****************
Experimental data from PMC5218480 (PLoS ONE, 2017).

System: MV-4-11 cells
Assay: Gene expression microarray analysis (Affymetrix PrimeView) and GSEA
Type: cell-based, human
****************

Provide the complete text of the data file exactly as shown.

Experimental data from PMC5218480 (PLoS ONE, 2017).

System: MV-4-11 cells
Assay: Gene expression microarray analysis (Affymetrix PrimeView) and GSEA
Type: cell-based, human